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59th Medical Wing treating AF’s elite human weapons system

Capt. Jennifer Aspinwall, Occupational Therapy element leader with the 59th Medical Wing, assesses a tactical air control party student at the battle clinic on Medina Annex, Joint Base San Antonio-Lackland, Texas June 30, 2016. Aspinwall has worked with battlefield Airmen since 2014.

Capt. Jennifer Aspinwall, an occupational therapy element leader with the 59th Medical Wing, assesses a tactical air control party student at the battle clinic at Joint Base San Antonio-Lackland, Texas, June 30, 2016. Aspinwall has worked with battlefield Airmen since 2014. (U.S. Air Force photo/Shannon Carabajal)

A Tactical Air Control Party instructor leads students during group calisthenics on Joint Base San Antonio-Lackland, Texas. The 59th Medical Wing is supporting the Air Force’s new Battlefield Airmen Training Group produce elite, battle-ready combat warriors through a synergized, comprehensive systematic approach to health care. (U.S. Air Force photo/Airman 1st Class Justine Rho)

A tactical air control party instructor leads students during group calisthenics on Joint Base San Antonio-Lackland, Texas. The 59th Medical Wing is supporting the Air Force’s new Battlefield Airmen Training Group produce elite, combat-ready Airmen through a synergized, comprehensive systematic approach to health care. (U.S. Air Force photo/Airman 1st Class Justine Rho)

JOINT BASE SAN ANTONIO-LACKLAND, Texas (AFNS) -- Comprehensive, synergistic medical care from the 59th Medical Wing is helping produce elite, combat-ready Airmen here at the new Battlefield Airmen Training Group.

Much like in sports medicine and professional sports, when a player gets injured or needs care, the athlete is treated with a team approach and resources are leveraged to ensure a speedy recovery.

“Here, instead of caring for professional athletes, efforts have been geared toward meeting the needs of the most active, diverse and unique population in the Air Force -- our battlefield Airmen,” said Col. (Dr.) Karyn Condie, the 59th MDW chief of aerospace medicine.

“Ultimately, because battlefield Airmen are a human weapons system, their care is vital to our nation’s defense,” said Condie, who also directs the wing’s new health care initiative. “We had to adopt a new way of thinking when it came to health care for these Airmen. We had to ensure there are no delays in diagnoses or treatment.”

This complete human performance concept brings a fusion cell of athletic trainers, physical and occupational therapists, physical medicine technicians, physician’s assistants, flight medicine physicians and a sports medicine physician, who together provide a synergized, more comprehensive systematic approach to health care.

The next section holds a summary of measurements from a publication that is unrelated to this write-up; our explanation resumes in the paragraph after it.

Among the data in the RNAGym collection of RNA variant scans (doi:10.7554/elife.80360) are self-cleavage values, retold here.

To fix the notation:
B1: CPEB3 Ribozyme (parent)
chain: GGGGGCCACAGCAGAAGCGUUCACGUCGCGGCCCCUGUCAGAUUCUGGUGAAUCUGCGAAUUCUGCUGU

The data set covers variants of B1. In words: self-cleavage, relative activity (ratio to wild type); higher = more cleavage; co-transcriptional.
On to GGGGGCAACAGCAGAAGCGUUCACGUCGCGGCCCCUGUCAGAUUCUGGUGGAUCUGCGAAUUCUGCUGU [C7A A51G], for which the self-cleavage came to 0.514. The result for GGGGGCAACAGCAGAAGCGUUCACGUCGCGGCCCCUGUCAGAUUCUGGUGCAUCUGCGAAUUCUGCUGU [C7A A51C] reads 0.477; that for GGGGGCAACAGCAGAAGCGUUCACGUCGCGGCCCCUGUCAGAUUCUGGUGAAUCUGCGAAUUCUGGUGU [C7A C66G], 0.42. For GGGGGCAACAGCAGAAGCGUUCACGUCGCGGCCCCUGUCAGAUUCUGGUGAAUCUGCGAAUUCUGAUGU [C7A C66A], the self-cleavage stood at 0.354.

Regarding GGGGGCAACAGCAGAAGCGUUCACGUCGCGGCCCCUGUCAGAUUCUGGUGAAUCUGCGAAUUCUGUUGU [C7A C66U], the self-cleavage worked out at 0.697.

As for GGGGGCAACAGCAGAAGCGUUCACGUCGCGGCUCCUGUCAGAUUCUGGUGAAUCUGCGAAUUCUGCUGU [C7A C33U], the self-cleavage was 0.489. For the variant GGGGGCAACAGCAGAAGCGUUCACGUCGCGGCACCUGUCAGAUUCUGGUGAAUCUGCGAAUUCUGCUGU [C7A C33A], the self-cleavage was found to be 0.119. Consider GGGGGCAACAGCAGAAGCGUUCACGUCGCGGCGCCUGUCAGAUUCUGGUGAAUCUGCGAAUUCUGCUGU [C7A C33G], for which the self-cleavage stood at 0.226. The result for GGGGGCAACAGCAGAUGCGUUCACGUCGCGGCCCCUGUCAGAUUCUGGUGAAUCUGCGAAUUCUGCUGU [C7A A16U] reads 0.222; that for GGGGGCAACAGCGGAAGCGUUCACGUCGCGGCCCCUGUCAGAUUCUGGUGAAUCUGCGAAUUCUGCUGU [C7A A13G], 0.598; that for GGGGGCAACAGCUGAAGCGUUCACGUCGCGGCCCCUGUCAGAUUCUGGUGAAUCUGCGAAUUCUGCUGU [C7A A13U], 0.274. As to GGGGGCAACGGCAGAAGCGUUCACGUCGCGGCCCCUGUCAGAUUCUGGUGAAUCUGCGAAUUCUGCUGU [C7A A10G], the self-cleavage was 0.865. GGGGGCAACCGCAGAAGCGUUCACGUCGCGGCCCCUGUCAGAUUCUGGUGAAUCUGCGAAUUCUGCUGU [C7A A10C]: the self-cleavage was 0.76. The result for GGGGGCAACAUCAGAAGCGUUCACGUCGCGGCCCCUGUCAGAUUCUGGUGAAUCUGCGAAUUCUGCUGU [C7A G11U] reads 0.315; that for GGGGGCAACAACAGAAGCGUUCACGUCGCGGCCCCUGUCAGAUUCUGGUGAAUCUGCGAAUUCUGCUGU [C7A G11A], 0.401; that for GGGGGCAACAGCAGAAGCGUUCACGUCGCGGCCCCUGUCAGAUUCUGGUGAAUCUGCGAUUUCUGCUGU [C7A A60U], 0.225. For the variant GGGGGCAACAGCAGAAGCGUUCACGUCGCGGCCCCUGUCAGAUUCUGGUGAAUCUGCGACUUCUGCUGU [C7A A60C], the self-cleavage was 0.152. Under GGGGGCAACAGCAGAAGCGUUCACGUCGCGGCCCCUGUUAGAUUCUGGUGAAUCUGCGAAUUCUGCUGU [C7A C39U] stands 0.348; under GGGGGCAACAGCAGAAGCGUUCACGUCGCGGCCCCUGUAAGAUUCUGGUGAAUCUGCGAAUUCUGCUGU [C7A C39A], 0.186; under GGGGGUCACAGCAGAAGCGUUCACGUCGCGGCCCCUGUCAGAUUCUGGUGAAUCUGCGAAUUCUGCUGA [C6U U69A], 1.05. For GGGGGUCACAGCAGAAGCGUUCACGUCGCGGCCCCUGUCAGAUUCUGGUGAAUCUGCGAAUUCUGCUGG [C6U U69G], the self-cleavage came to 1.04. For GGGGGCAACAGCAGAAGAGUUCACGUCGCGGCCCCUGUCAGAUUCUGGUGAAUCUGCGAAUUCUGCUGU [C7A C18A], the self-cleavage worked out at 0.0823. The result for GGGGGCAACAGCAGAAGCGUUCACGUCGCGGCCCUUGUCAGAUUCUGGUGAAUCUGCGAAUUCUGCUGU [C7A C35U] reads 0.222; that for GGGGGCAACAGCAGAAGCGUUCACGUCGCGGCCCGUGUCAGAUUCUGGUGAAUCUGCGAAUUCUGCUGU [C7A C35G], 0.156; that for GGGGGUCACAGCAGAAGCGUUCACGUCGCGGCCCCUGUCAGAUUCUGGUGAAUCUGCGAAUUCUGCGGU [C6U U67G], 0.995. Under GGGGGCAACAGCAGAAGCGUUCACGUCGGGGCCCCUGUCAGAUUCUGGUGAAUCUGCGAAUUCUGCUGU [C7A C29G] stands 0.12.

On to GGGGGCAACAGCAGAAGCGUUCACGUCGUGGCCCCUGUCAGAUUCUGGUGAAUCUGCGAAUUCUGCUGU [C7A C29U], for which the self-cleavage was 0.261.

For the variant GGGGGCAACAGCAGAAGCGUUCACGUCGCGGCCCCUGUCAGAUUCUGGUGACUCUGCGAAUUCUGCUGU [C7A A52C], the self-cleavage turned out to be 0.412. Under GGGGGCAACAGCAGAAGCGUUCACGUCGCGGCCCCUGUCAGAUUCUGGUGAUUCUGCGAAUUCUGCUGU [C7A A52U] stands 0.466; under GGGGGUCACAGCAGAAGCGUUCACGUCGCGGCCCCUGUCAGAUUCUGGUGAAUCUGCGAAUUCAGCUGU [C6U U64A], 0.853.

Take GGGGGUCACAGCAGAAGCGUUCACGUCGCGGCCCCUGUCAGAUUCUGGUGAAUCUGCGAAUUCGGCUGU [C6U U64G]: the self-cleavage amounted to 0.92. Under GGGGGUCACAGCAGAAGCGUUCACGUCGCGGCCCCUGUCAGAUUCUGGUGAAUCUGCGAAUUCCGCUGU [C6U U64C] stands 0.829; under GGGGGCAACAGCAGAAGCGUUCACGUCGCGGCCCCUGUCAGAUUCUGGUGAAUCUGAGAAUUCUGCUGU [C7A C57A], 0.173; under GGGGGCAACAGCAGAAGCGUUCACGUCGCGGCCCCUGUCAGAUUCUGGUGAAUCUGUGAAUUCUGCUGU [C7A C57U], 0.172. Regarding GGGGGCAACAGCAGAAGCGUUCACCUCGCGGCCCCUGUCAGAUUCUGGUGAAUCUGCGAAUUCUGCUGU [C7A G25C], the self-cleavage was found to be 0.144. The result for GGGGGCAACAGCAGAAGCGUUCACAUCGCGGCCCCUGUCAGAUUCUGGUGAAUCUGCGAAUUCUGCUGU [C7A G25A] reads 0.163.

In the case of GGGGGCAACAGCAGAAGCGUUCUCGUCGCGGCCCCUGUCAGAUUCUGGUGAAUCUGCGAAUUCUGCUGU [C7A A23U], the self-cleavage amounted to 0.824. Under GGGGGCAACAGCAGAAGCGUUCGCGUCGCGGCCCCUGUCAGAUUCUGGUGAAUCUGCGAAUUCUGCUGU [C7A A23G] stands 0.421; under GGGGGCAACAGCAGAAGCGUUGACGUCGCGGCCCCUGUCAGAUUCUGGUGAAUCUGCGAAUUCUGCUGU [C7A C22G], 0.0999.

And ensuring ease of access to care and no delays in diagnosis is essential.

“While the students are in the pipeline, we have a 60-day window to evaluate, treat and move them through training,” said Capt. Jennifer Aspinwall, an occupational therapy element leader with the 59th MDW. “If a battlefield Airman gets injured during training, he’s going to see me today.”

The wing’s purpose is to treat injuries as soon as possible, but its goal is to prevent injuries from happening in the first place, according to Aspinwall.

“Through group prevention education we save the Air Force money but more importantly, we keep our valuable battlefield Airmen candidates holistically healthy,” she said.

The cadre in charge of the combat controllers, pararescuemen, and tactical air control party and special operations weather students consider 59th MDW medics critical to the group’s success.

“This influx of medical personnel has been critical to the success of our training mission,” said Tech. Sgt. Daniel Resendez, NCO in charge of the 350th Battlefield Airmen Training Squadron.

Athletic trainers who are embedded with special operations students here are able to provide on-the-spot treatment for minor injuries if a student happens to go down. Chronic injuries can be prevented by providing on-scene quick assessments.

In addition to identifying those students who require more specialized care, athletic trainers are also the first line of defense in preventing injuries. They can spot improper or risky training techniques.

“Because of such additions, the attrition rate for pararescuemen and tactical air control party Airmen has dropped from 90 to about 50 percent in less than a year’s time span,” Condie said.

The wing continues to perfect the human performance model and aims to have all medical staff working together in a newly renovated building by September, allowing for constant interaction among providers.

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